In Progress, Isabella Wallace and Leah Kirkman explore our understanding of this core educational concept, drawing together ideas from leading international thinkers and practical strategies for busy teachers. The Best of the Best series brings together ' for the first time ' the most influential voices in education in a format that is concise, insightful and accessible for teachers. Keeping up with the latest and best ideas in education can be a challenge ' as can putting them into practice ' but this new series is here to help.
Each title features a comprehensive collection of brief and accessible contributions from some of the most eminent names in education from around the world. In this exciting first volume, Isabella Wallace and Leah Kirkman have curated a collection of inspiring contributions on the theme of progress and have developed practical, realistic, cross-curricular and cross-phase strategies to make the most of these important insights in the classroom. Each expert has provided a list of further reading so you can dig deeper as you see fit. In addition, the Teacher Development Trust has outlined ideas for embedding these insights as part of CPD.
Suitable for all educationalists, including teachers and school leaders.
Many myths abound about progress. We have to show that learners are making progress, but what do we really mean by the term? Who decides what constitutes progress? Who should set targets, and why? How do we measure progress? How do we know when pupils are demonstrating it? How do we differentiate and allow for learners' different starting points? Should we be measuring everyone against the average or should we be looking at ipsative progress, where achievement is relative only to the pupil's personal best? Indeed, if everyone is making expected progress, is that really progress or just doing as expected? Do we need to rethink assessment? Does meta-cognition hold the answer? What about other approaches like SOLO taxonomy or Building Learning Power? If progress isn't linear, what kind of shape does it have? What implicit value judgements may we be making when applying the term uncritically and unthinkingly? How do we ensure that funding, including the Pupil Premium, is having a tangible effect on progress? Can we make learning and progress visible? What does the evidence base ' the research studies and meta-analyses ' have to say? Will that be applicable in all contexts?
These are just some of the questions that the educational experts delve into in this first volume in the Best of the Best series. The practical strategies offered by Isabella Wallace and Leah Kirkman demonstrate how teachers can immediately use these ideas in the classroom. Advice from the Teacher Development Trust demonstrates how to plan sustained and responsive changes to practice based on the book's key insights.
Professor John Hattie makes a powerful argument, supported by practical examples, of how funding can be used effectively and equitably to enhance progress in learning for every pupil.
Geoff Petty points us to the invaluable resources provided by meta-research, which identify for us which are the most effective, progress-yielding teaching methods.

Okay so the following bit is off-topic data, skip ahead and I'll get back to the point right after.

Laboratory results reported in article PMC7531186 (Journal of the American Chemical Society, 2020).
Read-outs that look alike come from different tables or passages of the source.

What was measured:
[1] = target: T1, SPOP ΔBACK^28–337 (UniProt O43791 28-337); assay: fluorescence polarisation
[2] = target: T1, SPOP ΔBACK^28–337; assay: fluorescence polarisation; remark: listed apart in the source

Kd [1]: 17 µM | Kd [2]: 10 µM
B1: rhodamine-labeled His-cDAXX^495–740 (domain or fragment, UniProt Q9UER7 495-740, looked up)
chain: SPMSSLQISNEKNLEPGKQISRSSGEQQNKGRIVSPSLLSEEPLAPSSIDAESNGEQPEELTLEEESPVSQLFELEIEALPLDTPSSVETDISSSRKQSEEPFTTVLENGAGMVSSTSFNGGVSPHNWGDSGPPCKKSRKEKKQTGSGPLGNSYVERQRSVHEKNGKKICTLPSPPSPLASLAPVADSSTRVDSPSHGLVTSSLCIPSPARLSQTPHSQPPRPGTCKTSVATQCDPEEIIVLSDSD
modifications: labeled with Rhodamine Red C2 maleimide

Sir John Jones, writing about life chances, reminds us of the enormous influence that the quality of teaching can have on pupil motivation and progress.
Sugata Mitra looks at the link between progress and improvement of life chances, and the role that technology can play in this respect.
David Didau echoes the postmodernists in his argument that progress in the classroom should not be thought of as linear, as a steadily advancing route of improvement aimed at some distant goal of perfection.
Professor Mick Waters refers to the practice of assessing progress against externally fixed markers as an obsession' which should be challenged.
Will Ord urges us to interrogate exactly what it is that we mean by progress'.
Claire Gadsby suggests that progress should be learner centred rather than criterion based and that it is only the pupil, not the teacher, who can demonstrate progress.
Professor Robert Bjork warns us against making a supposition not only about what pupils can do but also about what they may need from us in order to do it.
Professor John West-Burnham suggests that practice is essential to effective progress in learning, and that the effort we demand of our learners can be directly proportionate to the success they achieve in reaching their goals.
Professor Guy Claxton cautions that there is a fine line between challenging learners into making positive progress and over-stretching' them.
James Nottingham makes the point that the measurement of progress should not be made by teachers against externally set markers, but by learners against their own personal best.
Mark Burns argues that progress is a personal measure, not a fixed absolute.
Martin Robinson questions what he refers to as the progress myth'.
Mike Gershon urges the wider use by teachers of exemplar materials ' examples of work which illustrate the content and standard which the pupils should be aspiring to as a next step in their learning.
Pam Hook suggests that progress is most usefully expressed not as a forward-moving line but as a spiral where learning experiences are returned to and repeated, perhaps several times, at increasingly higher levels or at greater depth.
Andy Hargreaves sees building confidence and self-belief as central to the teacher's role and not simply as an optional soft skill', and extends this same concept to the need for mutual support between colleagues ' which he refers to as giving uplift'.
Teacher Development Trust ' Next steps '